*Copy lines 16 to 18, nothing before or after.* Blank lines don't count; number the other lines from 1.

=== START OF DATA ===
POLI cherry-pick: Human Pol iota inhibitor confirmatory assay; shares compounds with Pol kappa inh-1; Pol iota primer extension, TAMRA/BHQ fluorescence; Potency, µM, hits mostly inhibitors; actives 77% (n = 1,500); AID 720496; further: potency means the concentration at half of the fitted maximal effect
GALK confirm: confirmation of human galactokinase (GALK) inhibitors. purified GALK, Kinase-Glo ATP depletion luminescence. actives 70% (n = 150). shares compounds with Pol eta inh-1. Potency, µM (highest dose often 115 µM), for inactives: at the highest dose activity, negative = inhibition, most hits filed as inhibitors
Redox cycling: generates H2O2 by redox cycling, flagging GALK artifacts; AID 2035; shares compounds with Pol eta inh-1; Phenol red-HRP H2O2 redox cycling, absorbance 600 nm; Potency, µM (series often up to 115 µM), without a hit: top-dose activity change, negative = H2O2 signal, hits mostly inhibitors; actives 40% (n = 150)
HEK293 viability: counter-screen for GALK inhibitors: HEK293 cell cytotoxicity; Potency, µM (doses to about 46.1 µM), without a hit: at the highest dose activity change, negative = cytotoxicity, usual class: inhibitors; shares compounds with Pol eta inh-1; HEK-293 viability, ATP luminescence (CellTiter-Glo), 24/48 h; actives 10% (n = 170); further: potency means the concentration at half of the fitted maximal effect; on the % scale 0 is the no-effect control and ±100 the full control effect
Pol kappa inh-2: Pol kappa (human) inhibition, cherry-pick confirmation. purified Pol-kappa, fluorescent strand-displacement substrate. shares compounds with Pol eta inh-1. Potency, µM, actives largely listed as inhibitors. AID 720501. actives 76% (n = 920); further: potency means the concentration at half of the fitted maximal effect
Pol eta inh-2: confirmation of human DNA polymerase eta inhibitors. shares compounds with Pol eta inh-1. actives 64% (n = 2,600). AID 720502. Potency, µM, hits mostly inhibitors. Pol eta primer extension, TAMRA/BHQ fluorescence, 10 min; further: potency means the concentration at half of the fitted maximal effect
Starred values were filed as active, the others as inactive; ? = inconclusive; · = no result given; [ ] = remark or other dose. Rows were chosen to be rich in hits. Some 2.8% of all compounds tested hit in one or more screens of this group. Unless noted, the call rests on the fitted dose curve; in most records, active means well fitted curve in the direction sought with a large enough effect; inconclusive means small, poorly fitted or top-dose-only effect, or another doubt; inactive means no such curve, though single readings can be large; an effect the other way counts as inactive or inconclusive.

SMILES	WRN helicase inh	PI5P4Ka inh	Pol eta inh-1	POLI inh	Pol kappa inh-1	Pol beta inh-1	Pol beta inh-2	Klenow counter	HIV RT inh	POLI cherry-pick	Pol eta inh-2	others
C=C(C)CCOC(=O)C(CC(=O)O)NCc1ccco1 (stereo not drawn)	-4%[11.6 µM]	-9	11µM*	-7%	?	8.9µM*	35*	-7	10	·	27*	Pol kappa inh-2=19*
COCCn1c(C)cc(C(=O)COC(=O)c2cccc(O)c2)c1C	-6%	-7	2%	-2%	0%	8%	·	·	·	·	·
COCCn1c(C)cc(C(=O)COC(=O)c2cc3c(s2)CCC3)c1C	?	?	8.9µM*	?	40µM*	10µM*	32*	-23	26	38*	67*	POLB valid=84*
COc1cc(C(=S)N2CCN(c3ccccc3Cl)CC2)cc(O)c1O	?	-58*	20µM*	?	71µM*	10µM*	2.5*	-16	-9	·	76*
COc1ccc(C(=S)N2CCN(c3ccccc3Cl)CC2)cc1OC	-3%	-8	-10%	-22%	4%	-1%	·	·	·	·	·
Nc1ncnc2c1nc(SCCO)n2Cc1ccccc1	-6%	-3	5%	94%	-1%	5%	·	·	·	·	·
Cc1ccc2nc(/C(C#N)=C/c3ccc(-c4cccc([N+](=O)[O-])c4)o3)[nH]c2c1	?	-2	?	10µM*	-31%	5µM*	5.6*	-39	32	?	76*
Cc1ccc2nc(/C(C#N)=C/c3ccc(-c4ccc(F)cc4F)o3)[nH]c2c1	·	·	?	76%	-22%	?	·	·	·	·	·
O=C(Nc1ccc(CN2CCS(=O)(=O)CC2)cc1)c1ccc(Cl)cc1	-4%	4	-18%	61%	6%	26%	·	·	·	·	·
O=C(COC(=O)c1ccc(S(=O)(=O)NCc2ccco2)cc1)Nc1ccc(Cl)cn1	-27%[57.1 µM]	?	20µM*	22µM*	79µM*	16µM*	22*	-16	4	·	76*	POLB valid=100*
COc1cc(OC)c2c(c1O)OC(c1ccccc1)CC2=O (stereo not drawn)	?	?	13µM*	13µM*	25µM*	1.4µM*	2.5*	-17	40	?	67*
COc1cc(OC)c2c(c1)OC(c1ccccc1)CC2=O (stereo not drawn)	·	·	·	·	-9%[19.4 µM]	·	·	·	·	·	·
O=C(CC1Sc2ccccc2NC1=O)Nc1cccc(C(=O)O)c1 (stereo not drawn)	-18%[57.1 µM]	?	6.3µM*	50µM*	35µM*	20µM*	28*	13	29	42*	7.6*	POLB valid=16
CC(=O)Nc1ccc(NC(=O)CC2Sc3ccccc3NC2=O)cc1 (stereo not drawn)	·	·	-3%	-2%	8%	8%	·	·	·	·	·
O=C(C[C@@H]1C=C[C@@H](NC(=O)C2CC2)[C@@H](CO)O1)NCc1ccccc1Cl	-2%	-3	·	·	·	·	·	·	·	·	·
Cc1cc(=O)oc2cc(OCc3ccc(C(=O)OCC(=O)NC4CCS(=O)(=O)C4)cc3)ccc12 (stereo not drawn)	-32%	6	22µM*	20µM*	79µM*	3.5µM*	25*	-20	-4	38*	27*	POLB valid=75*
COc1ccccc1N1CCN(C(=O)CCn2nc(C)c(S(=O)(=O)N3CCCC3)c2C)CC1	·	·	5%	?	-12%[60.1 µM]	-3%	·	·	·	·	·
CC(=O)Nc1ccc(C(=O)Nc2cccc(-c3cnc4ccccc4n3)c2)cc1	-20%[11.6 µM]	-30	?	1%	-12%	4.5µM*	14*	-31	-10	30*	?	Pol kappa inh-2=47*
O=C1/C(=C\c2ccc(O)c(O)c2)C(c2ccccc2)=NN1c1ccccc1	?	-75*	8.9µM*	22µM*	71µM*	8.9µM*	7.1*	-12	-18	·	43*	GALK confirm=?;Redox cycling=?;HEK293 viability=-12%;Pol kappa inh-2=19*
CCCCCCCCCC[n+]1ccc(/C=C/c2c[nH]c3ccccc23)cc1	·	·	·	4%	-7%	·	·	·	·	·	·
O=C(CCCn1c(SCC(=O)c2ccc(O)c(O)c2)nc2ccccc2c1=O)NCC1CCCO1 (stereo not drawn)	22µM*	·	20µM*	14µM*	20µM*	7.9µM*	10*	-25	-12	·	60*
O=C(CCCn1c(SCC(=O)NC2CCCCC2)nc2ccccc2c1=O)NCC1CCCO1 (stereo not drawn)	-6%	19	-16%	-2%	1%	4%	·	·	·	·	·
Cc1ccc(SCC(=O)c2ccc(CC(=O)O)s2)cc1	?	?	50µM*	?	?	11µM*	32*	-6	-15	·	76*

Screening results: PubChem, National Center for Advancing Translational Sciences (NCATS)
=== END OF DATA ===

Cc1ccc2nc(/C(C#N)=C/c3ccc(-c4ccc(F)cc4F)o3)[nH]c2c1	·	·	?	76%	-22%	?	·	·	·	·	·
O=C(Nc1ccc(CN2CCS(=O)(=O)CC2)cc1)c1ccc(Cl)cc1	-4%	4	-18%	61%	6%	26%	·	·	·	·	·
O=C(COC(=O)c1ccc(S(=O)(=O)NCc2ccco2)cc1)Nc1ccc(Cl)cn1	-27%[57.1 µM]	?	20µM*	22µM*	79µM*	16µM*	22*	-16	4	·	76*	POLB valid=100*